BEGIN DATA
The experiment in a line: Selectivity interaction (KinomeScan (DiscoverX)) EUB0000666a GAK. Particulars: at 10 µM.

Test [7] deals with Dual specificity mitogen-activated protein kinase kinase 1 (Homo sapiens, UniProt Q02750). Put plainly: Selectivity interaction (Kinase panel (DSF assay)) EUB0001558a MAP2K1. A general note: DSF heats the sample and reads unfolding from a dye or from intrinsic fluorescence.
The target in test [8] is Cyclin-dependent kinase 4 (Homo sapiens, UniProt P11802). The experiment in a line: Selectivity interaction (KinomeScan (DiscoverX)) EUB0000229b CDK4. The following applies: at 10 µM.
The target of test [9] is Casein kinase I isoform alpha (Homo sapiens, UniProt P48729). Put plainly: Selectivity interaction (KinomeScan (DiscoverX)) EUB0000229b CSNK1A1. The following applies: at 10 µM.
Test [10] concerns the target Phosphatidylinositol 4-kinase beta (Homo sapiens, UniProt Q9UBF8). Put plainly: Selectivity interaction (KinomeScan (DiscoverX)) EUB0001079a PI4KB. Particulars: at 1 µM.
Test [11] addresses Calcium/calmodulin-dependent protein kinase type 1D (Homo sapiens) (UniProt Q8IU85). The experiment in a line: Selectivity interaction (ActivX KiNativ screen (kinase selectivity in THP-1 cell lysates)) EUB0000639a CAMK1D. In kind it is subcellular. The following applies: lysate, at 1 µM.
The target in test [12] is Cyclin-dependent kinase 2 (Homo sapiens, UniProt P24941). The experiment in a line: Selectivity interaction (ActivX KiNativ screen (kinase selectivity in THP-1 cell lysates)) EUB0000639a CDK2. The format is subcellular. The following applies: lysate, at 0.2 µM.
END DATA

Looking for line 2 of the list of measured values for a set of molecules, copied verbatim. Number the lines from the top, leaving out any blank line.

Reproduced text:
Test [7] deals with Dual specificity mitogen-activated protein kinase kinase 1 (Homo sapiens, UniProt Q02750). Put plainly: Selectivity interaction (Kinase panel (DSF assay)) EUB0001558a MAP2K1. A general note: DSF heats the sample and reads unfolding from a dye or from intrinsic fluorescence.